Former Chilean president Eduardo Frei Montalva (1964-1970), whose death was ruled a homicide.

It was 27 years ago that General Augusto Pinochet attended the funeral of a man killed by his own security apparatus: former president Eduardo Frei Montalva, a Christian Democrat who led Chile from 1964 to 1970.

Protocol demands that acting heads of state attend the funerals of their predecessors, and this blogger covered the funeral.  The dictator’s motorcade pulled up to Santiago’s cathedral and as he emerged from the vehicle there were loud cries of Asesino! Asesino!  from some in the crowd gathered outside, and the jeering resumed after the service when Pinochet left. But the protesters were referring to the thousands of other human rights abuses committed by the regime, and at the time few were aware that Frei had become its latest and perhaps most prominent victim.

Here’s a link to an earlier post on the case.

Frei, one of the most vociferous critics of the socialist government of his successor, Salvador Allende, had even said the 1973 military coup had been necessary.  But as time passed he became a critic and then an opponent and thus came under the sinister eye of Pinochet’s security forces. His driver was an informant, keeping the regime up to date on his activities.

In late 1981 Frei checked into a private hospital in Santiago for a hernia operation and was discharged three days later, seemingly on the road to recovery. But Frei was slowly being poisoned to death and was readmitted to the hospital, where he died on January 22, 1982.

Frei’s body was eventually exhumed and examined by forensic experts, who found traces of mustard gas and other toxins. A judge in Santiago has indicted six people, including Frei’s former driver, in connection with the case, with sentences ranging from three to 10 years. Two of the indicted are former university professors of medicine charged with covering up the poisoning and falsifying the autopsy report.

Some further reading (in Spanish):

Frei’s daughter Carmen’s book on the case, Magnicidio: La historia del crimen de mi padre

And the Chilean newspaper La Tercera has a special report on the investigation.


Death of a Chilean President (1)

This week’s publication of a Wikileaks cable dealing with Chile may have helped speed up a judicial investigation into the death of former president Eduardo Frei Montalva.  This investigation has been going on since 2002, but not until  December 2009 were any indictments issued.

Some background:  Frei was a Christian Democrat whose 1964-1970 administration preceded the ill-fated government of Salvador Allende, overthrown in a military coup in 1973. Frei was a prominent critic of the military regime led by General Augusto Pinochet. In late 1981 the former president, age 71 and in general good health, checked into Santiago’s Clinica Santa Maria for a hernia operation. The surgery seemed to go well, and the patient was discharged, only to return to the hospital where he died of acute septicemia on January 22, 1982. Two decades later his family sought a judicial inquiry when they learned of an unusual autopsy—which they did not authorize—performed on Frei less than an hour after his death.  The U.S. Embassy cable, written and sent after the judge charged six people with his murder in December 2009, describes the post mortem scene:

Less than one hour after his death, doctors from the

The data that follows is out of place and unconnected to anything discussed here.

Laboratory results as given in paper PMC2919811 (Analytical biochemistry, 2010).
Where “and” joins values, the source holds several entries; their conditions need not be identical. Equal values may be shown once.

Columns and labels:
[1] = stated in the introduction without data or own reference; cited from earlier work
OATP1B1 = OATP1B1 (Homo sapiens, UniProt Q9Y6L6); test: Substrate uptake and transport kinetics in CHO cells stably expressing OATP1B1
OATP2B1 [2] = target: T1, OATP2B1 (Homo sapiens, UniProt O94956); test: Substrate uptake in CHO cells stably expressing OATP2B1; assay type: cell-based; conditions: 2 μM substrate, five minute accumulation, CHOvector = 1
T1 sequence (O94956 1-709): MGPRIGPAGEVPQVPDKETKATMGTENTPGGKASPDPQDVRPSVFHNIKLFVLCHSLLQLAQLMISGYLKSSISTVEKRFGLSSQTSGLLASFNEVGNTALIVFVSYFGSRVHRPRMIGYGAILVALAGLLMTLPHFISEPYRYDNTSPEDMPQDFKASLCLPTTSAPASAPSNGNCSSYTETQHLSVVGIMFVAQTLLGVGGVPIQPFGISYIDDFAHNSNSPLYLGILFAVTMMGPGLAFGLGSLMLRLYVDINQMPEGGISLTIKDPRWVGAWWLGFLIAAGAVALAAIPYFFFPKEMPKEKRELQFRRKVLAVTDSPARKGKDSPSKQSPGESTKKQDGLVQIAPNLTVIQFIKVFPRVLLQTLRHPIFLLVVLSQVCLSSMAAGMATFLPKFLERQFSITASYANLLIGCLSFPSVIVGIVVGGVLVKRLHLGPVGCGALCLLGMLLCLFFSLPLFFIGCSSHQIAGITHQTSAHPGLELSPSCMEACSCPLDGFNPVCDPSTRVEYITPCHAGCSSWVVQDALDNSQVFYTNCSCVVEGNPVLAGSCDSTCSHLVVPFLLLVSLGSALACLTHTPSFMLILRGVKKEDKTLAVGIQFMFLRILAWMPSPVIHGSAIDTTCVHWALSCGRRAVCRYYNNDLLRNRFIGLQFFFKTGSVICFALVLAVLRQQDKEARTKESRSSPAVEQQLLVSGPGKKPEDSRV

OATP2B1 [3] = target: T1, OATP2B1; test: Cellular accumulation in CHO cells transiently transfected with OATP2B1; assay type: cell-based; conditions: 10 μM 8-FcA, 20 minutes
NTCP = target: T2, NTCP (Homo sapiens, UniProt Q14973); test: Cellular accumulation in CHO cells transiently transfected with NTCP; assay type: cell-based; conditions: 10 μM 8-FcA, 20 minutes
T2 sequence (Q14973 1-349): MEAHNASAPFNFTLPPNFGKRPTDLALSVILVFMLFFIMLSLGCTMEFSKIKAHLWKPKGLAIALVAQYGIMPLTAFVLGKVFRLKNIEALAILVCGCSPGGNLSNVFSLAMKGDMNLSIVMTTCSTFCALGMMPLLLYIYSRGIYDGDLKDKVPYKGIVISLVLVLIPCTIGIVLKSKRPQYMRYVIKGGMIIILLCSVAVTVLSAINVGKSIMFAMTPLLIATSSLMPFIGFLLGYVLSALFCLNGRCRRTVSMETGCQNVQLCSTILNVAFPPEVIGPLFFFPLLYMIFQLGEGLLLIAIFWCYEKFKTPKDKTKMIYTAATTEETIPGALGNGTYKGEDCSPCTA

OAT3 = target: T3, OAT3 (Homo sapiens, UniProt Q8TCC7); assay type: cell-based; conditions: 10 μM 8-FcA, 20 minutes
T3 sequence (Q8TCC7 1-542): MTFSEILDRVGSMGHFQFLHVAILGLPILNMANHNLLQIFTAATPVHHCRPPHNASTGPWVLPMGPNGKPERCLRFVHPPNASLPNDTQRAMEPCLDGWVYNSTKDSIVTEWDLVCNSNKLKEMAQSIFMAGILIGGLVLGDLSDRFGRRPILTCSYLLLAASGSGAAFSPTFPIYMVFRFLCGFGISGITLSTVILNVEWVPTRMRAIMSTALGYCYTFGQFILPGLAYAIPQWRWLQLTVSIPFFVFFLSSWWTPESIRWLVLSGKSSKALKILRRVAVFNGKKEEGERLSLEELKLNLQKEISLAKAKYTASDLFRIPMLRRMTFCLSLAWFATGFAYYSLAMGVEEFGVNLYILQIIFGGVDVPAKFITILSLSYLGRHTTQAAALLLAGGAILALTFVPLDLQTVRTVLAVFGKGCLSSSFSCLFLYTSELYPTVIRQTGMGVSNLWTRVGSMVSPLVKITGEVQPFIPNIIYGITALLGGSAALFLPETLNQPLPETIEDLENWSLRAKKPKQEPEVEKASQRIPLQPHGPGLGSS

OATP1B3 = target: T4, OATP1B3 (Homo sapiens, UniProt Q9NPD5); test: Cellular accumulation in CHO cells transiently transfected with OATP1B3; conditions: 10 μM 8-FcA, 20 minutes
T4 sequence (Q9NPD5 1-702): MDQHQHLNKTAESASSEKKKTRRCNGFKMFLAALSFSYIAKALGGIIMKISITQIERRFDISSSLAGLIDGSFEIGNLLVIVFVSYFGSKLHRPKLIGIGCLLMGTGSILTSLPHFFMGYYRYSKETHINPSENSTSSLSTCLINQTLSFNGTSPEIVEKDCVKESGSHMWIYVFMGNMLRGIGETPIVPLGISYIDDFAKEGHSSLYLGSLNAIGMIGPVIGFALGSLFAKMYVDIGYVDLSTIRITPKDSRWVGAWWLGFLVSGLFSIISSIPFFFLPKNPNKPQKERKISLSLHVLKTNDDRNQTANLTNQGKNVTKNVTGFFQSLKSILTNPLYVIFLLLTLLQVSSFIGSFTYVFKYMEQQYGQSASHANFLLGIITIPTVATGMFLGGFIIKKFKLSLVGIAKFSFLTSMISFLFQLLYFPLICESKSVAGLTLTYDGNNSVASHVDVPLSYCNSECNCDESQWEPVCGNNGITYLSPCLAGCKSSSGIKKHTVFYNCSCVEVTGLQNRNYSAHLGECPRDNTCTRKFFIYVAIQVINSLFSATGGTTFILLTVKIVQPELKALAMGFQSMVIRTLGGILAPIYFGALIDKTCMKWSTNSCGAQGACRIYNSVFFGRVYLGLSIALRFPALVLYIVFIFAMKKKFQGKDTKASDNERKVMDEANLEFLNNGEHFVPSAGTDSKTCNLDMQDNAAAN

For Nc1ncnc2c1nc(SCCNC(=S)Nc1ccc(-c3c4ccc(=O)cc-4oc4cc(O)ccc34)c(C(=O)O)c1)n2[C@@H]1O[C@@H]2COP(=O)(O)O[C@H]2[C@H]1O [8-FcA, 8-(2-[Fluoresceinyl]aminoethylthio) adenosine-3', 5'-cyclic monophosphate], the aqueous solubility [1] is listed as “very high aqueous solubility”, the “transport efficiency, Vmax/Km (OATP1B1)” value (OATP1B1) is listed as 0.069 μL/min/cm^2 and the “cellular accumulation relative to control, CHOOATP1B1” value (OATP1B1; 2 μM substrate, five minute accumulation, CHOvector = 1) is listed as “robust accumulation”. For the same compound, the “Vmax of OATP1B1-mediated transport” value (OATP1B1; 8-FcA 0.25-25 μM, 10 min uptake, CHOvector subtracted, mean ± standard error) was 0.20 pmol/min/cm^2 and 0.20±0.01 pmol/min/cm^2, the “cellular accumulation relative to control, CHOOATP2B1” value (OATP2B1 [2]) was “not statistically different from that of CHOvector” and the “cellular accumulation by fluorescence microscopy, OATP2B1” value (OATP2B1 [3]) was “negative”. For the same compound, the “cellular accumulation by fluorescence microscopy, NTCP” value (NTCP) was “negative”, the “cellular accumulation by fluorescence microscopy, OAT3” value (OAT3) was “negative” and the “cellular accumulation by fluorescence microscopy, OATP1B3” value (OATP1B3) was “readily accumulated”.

Catholic University Pathological Anatomy Department came to Clinica
Santa Maria and performed an autopsy of Frei without the family’s
consent. The highly unusual autopsy was allegedly performed in the
hospital room where Frei died, using a ladder to hang the body
upside down in order to drain bodily fluids into the bathtub.
Some organs, and in particular those whose chemical compositions
might indicate poisoning, were removed and destroyed, and the body
was embalmed.

The investigating judge ordered Frei’s body exhumed and tested for toxins, and charged six people, including the late president’s driver (who confessed to working for the Pinochet regime’s security forces), another security agent, the doctor who performed the surgery, the doctor who performed the autopsy, a pathologist and another doctor with ties to the security forces who was present during the post mortem. But the timing of the indictments, just a few days before a presidential election, raised a few eyebrows. Frei’s son Eduardo Frei Ruiz-Tagle,  who had been served as Chile’s president from 1994-2000, was running against Sebastian Pinera, and some of the latter candidate’s supporters suspected the judge of trying to generate sympathy for the younger Frei.  The U. S. Embassy cable questioned whether any national consensus on the death would ever be reached:

Given the extremely long
time since Frei’s death and the destruction of some key organs,
forensic science may not be able to provide definitive evidence
whether Frei was murdered. Chile’s tragic recent history continues
to divide its people, and the death of this emblematic president
seems destined to be yet one more area in which the full truth may
never be known.

But right after the cable became public, Pinera announced his government would lend its support to the independent judicial process, offering the Interior Ministry’s resources to the investigating judge.  This case, and other suspicious deaths “must not remain in the shadows, that once and for all, the circumstances and those responsible should be made clear and that those who have responsibility assume the consequences,” he said.

Frei’s daughter Carmen expressed skepticism, noting that the Pinera government had cut back the Interior Ministry’s human rights department.  She called on authorities to turn over any files Chilean army intelligence had compiled on her father to the investigating judge.